real life

Don McLean's 'American Pie': The real meaning of song lyrics we never understood.

I grew up singing ‘American Pie; belting out lyrics about driving a “Chevy to the levee” from the back of our Datsun and around our holiday campfires.

It was an eight-minute epic rock and roll anthem for a generation and a cultural tour de force. If you knew all the lyrics it meant you were cool, but until I was a teenager, I actually thought it was a song about apple pies.

Don McLean.


Don McLean has just sold the original manuscript of his lyrics to 'American Pie' for $US1.2 million.

Its 18 pages even reveal a hidden more optimistic ending that never made the recording. The song has long been memorised, sung, analysed and studied endlessly over the last 44 years. There are books, websites and no doubt many university theses that dive deeply into its poetry.

But it’s generally understood to be an ode to the end of simple times of the fifties as America entered a turbulent upheaval of the new era; an ode to the end of a sweet and good American age. While there’s general agreement about the day the music died being about McLean hearing about the death of Buddy Holly, there have been conspiracy theories galore about other lyrics, beliefs it predicted the future and that it killed off God.

To me as a child I didn’t care that the 'jester sang for the king and queen’ was Bob Dylan and that the King whose thorny crown was stolen was probably Elvis. I had no idea the ‘air of sweet perfume’ was marijuana nor come close to understanding the references to Mick Jagger, the Rolling Stones, The Beatles and Janis Joplin.

But I did as I got older, and if you’re interested this article has a great go at revealing more.

Don McLean may have sold the original lyrics but he’s not stripping the song bare by revealing all.


I'm glad. There should  be theories and disagreements over the meanings of songs because that’s the great thing about music, we all hear and feel it differently. And songs stay with us as a time capsule in our lives; especially as odes to the innocence of our childhoods.

My parents only had three cassette tapes in the car - Bob Dylan, Cat Stevens and the soundtrack to the musical 'Hair'. I remember the day we were all squeezed tight in the back and singing along to one of our favourite songs on the tape.

“Sodomy, fellatio, cunnilingus, pederasty. Father why do these words sound so nasty.

Mastrurbation can be fun … join the holy orgy Kama Sutra everyooooonnnnneeee”

But as our four child crescendo built, my brother’s clear, high, unbroken soprano stopped.

“Mum, what is masturbation anyway?”

The tape was ejected and never seen again.

Many years later I used to sing blissfully along to the radio song “Skyrockets in Sight, Afternoon Delight. AAAAAAAAafternoon delight” thinking it was about fireworks. It was about sex in the afternoon.

The first single I ever bought was ‘Turning Japanese’ by the Vapors. I had no idea it was about masturbation despite the hint “I want a doctor to take a picture so I can look at you from inside as well”.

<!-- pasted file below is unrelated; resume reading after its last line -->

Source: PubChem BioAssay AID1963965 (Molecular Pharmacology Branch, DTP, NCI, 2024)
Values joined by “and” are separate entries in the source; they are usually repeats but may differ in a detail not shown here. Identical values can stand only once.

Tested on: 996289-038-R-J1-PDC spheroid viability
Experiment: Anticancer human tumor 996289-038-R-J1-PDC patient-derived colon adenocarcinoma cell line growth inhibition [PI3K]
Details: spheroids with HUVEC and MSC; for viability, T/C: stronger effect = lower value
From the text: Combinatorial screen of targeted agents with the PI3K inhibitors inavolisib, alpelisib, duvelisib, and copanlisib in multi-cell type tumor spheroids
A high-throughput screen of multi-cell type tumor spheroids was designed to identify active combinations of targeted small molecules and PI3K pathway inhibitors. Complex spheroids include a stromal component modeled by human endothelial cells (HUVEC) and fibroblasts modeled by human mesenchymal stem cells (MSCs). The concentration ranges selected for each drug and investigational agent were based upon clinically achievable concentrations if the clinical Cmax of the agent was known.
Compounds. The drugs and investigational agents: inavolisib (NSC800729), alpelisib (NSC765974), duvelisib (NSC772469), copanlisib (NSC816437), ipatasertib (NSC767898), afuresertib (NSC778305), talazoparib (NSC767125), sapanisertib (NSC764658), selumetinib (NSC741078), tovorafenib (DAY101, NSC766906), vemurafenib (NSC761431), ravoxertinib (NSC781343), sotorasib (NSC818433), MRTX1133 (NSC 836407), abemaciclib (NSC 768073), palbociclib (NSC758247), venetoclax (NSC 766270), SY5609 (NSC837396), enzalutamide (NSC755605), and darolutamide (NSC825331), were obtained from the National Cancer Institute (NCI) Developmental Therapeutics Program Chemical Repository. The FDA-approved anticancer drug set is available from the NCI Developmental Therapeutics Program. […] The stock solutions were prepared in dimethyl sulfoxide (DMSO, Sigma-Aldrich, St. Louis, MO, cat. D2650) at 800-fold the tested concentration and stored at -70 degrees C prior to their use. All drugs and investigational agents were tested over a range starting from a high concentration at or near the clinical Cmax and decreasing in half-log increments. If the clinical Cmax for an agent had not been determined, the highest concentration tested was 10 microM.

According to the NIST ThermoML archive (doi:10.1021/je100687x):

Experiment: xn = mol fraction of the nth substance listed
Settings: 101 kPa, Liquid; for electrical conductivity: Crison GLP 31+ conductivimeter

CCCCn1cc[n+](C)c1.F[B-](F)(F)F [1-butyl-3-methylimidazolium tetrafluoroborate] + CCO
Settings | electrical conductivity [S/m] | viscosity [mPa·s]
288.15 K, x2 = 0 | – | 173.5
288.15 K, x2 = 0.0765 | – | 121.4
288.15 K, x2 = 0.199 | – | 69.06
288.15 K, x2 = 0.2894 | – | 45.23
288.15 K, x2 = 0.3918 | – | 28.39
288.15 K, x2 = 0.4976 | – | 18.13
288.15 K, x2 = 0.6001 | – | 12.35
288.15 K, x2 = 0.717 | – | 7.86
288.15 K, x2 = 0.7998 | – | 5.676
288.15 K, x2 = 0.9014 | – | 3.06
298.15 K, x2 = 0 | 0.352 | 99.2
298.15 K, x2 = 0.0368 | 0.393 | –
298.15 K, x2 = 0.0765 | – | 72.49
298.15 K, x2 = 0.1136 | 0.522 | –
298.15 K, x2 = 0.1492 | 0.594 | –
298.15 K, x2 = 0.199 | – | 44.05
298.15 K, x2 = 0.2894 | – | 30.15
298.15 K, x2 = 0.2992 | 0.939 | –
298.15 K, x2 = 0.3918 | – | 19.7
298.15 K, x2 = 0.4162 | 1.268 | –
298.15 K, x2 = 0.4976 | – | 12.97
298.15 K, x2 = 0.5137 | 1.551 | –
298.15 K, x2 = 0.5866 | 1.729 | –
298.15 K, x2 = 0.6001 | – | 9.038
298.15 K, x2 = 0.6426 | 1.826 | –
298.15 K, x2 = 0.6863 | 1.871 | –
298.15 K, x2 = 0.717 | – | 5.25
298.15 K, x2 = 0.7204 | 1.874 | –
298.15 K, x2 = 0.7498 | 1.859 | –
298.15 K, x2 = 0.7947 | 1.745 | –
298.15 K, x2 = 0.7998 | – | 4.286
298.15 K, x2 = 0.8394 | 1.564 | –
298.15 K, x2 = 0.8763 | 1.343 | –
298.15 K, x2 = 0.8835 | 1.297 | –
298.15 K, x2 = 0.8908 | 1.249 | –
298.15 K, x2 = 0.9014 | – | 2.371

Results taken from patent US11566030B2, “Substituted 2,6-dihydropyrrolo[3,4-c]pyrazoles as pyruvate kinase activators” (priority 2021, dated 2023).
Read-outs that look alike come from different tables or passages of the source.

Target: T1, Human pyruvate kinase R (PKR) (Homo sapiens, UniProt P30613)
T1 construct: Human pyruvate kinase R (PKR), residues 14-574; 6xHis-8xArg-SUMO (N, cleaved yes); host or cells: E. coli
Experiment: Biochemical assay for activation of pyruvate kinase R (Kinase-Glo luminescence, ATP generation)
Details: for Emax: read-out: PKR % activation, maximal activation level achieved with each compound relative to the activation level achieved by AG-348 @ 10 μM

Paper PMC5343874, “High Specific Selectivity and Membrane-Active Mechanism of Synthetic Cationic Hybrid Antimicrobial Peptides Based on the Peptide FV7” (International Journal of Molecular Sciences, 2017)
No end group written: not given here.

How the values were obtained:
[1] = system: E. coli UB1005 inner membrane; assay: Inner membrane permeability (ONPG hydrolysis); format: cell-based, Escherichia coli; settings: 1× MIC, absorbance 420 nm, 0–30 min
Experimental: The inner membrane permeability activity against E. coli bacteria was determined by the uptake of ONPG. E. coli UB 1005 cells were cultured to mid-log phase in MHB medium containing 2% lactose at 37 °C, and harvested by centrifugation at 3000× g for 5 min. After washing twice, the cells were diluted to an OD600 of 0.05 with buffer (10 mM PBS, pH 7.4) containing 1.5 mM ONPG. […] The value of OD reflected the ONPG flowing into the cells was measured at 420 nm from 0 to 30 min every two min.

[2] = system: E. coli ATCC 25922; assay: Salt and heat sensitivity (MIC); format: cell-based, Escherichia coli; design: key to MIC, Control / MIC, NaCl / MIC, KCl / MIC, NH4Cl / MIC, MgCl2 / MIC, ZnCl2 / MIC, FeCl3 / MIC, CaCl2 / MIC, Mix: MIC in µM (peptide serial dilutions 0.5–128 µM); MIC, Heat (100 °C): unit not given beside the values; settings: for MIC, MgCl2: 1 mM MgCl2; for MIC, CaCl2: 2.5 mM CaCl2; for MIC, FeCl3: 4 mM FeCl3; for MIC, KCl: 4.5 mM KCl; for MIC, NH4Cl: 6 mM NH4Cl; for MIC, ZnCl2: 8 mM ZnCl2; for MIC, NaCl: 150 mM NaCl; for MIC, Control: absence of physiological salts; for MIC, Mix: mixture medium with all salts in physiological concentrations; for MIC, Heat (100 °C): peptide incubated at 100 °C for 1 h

The same goes for the Violent Femmes song ‘Blister in the Sun’ – staining the sheets didn’t come close to giving that away. I never even considered 'Poison Ivy' was about getting crabs.

As the eighties hit, I danced away with a thin black tie to ‘My Sharona’ blissfully unaware the Knack were singing about sex with ‘the younger kind’

I had no idea ‘Puff the Magic Dragon’ was about a marijuana high, nor that the Beatles ‘Lucy in the Sky with Diamonds’ was about LSD. I sang Eric Clapton’s Cocaine without knowing what cocaine was.


I thought Van Morison’s Brown Eyed girl was about me not his love for heroin. I sang loudly ‘Everybody must get stoned’ by Bob Dylan thinking it was about rock art. I had no idea ‘Golden Brown’ by the Stranglers was an ode to heroin and that Talking Heads song ‘And She Was” was about a girl tripping out on acid.


Hell it didn't even occur to me that Queen meant gay and that Freddie Mercury was out until the band appeared in drag for the film clip ‘I Want To Break Free’ in 1984.

I almost felt sad when I knew what Madonna was referring to in ‘Like A Virgin’. Because, in some ways, not understanding what we’re singing is a right of childhood.

Hearing now that the lyrics from my favourite song ‘Dancing Queen’ could be referring to venereal disease just makes me feel ill.

‘You’re a teaser you turn ‘em on leave them burning and then your gone’ .

I just don’t want to know that. Let ABBA stay sweet inside my mind in pussycat dresses please!

There are some songs from my childhood I will never understand despite knowing all the lyrics.

I’m still not sure if the Eagles ‘Hotel California’ is about a satanic church, UFOs, or drugs. When I hear it I don’t think of any of those things. I think about doing handstands beside a lake in my flared jeans while some nearby teenagers belted it out across the water.

So thank you Don McLean for revealing more about your seminal song but lets not over dissect every line of the songs of old, lest we make the music die.